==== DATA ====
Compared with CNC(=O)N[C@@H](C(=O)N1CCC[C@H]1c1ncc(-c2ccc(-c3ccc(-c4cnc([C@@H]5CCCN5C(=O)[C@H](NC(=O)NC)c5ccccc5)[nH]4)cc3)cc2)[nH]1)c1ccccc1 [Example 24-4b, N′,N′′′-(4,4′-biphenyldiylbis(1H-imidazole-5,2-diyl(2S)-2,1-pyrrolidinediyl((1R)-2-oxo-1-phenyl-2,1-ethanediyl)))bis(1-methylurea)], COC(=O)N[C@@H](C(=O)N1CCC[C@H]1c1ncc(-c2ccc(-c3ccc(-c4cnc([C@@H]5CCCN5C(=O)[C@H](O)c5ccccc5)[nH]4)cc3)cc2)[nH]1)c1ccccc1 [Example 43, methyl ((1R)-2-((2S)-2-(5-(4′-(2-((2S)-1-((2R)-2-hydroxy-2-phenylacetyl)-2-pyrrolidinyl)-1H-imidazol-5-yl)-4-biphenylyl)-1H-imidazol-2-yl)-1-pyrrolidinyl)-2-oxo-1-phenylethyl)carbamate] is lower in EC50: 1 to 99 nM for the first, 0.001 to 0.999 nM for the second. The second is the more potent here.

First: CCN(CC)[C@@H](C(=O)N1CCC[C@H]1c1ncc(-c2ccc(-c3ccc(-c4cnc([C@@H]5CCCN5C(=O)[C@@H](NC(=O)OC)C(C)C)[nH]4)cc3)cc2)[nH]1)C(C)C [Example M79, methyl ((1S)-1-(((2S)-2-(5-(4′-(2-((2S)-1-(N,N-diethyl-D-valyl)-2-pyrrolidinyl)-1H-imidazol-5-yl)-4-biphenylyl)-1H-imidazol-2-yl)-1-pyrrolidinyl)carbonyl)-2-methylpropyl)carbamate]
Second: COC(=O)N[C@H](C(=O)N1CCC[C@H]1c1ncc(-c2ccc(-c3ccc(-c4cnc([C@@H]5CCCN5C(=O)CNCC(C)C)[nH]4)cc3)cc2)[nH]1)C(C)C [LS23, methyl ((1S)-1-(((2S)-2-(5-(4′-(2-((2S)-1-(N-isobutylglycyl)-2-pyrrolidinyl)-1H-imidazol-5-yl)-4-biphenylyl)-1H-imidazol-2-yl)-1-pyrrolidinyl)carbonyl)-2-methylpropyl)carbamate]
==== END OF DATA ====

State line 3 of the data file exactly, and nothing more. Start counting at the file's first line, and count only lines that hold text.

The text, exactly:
Second: COC(=O)N[C@H](C(=O)N1CCC[C@H]1c1ncc(-c2ccc(-c3ccc(-c4cnc([C@@H]5CCCN5C(=O)CNCC(C)C)[nH]4)cc3)cc2)[nH]1)C(C)C [LS23, methyl ((1S)-1-(((2S)-2-(5-(4′-(2-((2S)-1-(N-isobutylglycyl)-2-pyrrolidinyl)-1H-imidazol-5-yl)-4-biphenylyl)-1H-imidazol-2-yl)-1-pyrrolidinyl)carbonyl)-2-methylpropyl)carbamate]